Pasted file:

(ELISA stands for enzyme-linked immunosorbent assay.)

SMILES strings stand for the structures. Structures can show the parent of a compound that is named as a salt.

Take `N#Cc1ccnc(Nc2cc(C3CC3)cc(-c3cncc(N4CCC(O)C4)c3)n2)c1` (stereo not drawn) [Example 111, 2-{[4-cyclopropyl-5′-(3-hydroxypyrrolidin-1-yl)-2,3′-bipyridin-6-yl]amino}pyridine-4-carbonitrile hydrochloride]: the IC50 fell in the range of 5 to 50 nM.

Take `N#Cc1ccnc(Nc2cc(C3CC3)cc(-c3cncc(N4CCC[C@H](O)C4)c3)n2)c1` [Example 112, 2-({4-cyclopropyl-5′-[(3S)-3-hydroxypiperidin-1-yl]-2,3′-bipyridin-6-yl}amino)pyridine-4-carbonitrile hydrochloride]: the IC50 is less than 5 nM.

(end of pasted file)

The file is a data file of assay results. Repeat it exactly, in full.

(ELISA stands for enzyme-linked immunosorbent assay.)

SMILES strings stand for the structures. Structures can show the parent of a compound that is named as a salt.

Take `N#Cc1ccnc(Nc2cc(C3CC3)cc(-c3cncc(N4CCC(O)C4)c3)n2)c1` (stereo not drawn) [Example 111, 2-{[4-cyclopropyl-5′-(3-hydroxypyrrolidin-1-yl)-2,3′-bipyridin-6-yl]amino}pyridine-4-carbonitrile hydrochloride]: the IC50 fell in the range of 5 to 50 nM.

Take `N#Cc1ccnc(Nc2cc(C3CC3)cc(-c3cncc(N4CCC[C@H](O)C4)c3)n2)c1` [Example 112, 2-({4-cyclopropyl-5′-[(3S)-3-hydroxypiperidin-1-yl]-2,3′-bipyridin-6-yl}amino)pyridine-4-carbonitrile hydrochloride]: the IC50 is less than 5 nM.